Title Image Creator: Evan Vucci / Credit: AP / copyright: AP2006
Today I’m reposting a blog from September 13, 2017. The original inspiration for it came from watching coverage of Hurricane Irma. The American Sign Language (ASL) interpreter at the news conference, below, received a lot of attention.
My current inspiration for reposting the blog comes from new series Deaf U. It follows the lives of students at Gallaudet University in Washington, DC. It just popped up on Netflix. And so I want to share again some information about ASL.
One thing to say about Deaf Culture is that it really is a distinctive culture. And I think Deaf U does a good job of portraying it.
Here’s the Official Trailer:
Here are 10 things you might like to know about ASL.
American Sign Language: One through Three
1. American Sign Language is not signed English. It has its own syntax and vocabulary structure. It does not descend from British Sign Language. Rather, it has historic ties to French Sign Language.
2. The exaggerated facial expressions of the interpreter, below, might look goofy to someone who knows nothing about American Sign Language. However, the expressions are an integral part of the language. A yes/no-question requires raised brows. A what-question comes with furrowed brows. The person asking the question is not angry.
The topic of the hurricane is dramatic, and so are the interpreter’s facial expressions and hand signs.
3. American Sign Language has a full range of expressive power just like any other language. People tell jokes, create poetry, produce plays – everything. And just like any other language there are regional differences. As well as differences in some signs used in the black and white Deaf communities.
American Sign Language: Four Through Seven
4. Hand shape, hand orientation, hand movement and hand placement (where the sign is made on the body) form words. Here are a few examples:
5. You sign with your dominant hand. If you are right-handed, you sign a one-handed sign with your right hand. If you are left-handed, you sign a one-handed sign with your left. Some signs use two-hands. If a two-handed sign has one hand that moves, you sign the moving part with your dominant hand.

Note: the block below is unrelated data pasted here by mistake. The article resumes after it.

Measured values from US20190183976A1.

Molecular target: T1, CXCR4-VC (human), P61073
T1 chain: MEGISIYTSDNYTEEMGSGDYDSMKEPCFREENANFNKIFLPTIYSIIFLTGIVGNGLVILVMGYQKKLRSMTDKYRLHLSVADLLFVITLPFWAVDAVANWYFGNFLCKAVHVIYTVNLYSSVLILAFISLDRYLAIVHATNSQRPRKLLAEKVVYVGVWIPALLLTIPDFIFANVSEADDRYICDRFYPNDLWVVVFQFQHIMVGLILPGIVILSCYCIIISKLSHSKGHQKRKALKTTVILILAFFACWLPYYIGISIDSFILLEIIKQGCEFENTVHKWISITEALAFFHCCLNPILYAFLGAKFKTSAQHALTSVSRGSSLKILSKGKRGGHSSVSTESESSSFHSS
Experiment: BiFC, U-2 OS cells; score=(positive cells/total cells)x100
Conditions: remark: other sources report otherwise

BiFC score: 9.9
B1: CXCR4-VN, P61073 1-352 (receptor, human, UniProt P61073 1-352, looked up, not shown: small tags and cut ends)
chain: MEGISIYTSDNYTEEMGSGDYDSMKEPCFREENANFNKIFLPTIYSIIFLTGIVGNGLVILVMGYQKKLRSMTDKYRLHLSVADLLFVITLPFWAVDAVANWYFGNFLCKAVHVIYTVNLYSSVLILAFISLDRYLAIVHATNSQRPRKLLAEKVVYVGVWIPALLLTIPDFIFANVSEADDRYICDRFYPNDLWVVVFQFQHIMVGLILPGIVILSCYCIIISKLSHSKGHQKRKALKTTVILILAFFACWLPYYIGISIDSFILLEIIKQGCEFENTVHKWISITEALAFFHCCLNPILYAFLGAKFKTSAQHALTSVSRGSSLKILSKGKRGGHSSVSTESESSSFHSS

An example is the word for tree:
6. What signers see from their POV when signing is not the same thing the viewer sees. This means that if someone wants to rehearse something important, they will sign in front of a mirror to see “how it looks.”
7. Signers are used to seeing “flipped” signs, depending on whether they are interacting with a left-handed or right-handed signer. As a result signers perform really well on psychological tests where you have to rotate geometric shapes:
Answer? Dang if I know! I think 180 degrees may be involved and am inclined to say B
American Sign Language: Eight Through Ten
8. Language problems afflicting speakers also afflict signers. They can suffer from different kinds of aphasia (language loss), Tourette’s (multiple motor tics), psychosis and schizophrenia. If a dominant right-handed signer shifts to the left-hand or alternates between hands, this is a sign of mental illness, of “going off the rails.”
9. To yell in American Sign Language you give your signs punch. Speaking of punching, signers might sign in their sleep, just as speakers might talk in their sleep. Signing while sleeping thus creates a hazard for the person the signer is sleeping with.
10. Gallaudet University is the premier institution for higher education for the deaf and hard-of-hearing. It dates from 1864.
Two points of interest:
- The President of the United States signs the diplomas of Gallaudet graduates.
- A Duke linguistics student went to Gallaudet for a “semester abroad.” When she returned I asked her about the atmosphere on campus. I imagined it to be quiet and calm. She laughed and pointed out that the university is also for the hard-of-hearing. This means that in the dorms music blasts so that students can feel the beat. So her experience in the dorm was the opposite of quiet and was actually painful!
American Sign Language is beautiful.
On a related subject, see: Hearing Loss and Its Effects on Communication
See also: Language Blogs
This post was written by Julie Tetel Andresen